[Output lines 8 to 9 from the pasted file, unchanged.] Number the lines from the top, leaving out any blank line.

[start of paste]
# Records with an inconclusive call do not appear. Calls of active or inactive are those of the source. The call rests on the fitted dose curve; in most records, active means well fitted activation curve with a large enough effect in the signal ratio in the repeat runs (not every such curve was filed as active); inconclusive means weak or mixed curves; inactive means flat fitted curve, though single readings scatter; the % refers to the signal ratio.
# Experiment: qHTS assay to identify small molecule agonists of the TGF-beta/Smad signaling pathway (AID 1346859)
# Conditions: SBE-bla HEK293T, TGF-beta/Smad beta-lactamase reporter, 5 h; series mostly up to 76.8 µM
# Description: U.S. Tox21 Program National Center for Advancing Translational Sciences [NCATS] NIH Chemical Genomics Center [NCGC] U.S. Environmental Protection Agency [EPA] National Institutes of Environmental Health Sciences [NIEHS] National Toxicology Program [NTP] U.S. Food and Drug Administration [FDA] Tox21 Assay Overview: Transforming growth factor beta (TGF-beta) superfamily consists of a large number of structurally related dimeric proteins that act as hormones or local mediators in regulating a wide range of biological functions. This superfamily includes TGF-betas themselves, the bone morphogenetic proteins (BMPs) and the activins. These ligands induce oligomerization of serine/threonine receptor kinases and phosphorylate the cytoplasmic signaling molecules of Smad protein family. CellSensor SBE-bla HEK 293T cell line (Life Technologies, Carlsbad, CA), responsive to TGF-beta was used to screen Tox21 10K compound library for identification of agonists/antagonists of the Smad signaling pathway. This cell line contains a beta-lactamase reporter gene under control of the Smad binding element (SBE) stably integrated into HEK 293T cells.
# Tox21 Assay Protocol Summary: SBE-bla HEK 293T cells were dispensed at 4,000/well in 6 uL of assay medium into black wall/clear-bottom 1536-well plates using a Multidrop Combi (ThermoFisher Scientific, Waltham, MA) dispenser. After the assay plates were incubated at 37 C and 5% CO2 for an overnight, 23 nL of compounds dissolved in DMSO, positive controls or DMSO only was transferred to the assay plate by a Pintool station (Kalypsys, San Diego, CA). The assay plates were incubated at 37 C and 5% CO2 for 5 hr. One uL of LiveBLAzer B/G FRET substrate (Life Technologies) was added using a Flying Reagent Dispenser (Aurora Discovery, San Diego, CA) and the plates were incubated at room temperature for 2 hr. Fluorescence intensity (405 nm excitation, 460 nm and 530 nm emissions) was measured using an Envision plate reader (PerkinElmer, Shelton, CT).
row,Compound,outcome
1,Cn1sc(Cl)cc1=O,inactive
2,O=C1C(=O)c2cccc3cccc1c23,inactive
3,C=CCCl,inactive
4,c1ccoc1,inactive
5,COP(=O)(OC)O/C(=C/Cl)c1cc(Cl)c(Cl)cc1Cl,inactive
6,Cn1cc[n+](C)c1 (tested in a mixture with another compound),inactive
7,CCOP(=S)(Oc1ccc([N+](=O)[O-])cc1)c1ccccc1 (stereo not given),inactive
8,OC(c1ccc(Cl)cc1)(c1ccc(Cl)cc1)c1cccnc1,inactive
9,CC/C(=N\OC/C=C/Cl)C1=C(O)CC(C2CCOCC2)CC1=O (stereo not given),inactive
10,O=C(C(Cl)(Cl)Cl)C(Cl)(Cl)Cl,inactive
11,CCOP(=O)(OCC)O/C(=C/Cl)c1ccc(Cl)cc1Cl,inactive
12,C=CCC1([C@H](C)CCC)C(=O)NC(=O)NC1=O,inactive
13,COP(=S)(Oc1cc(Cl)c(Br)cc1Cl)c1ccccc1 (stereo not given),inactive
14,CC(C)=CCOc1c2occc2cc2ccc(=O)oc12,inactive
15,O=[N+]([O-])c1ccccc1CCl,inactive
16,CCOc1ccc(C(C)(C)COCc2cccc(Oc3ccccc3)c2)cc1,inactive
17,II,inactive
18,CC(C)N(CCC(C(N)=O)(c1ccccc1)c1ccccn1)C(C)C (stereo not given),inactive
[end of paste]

2,O=C1C(=O)c2cccc3cccc1c23,inactive
3,C=CCCl,inactive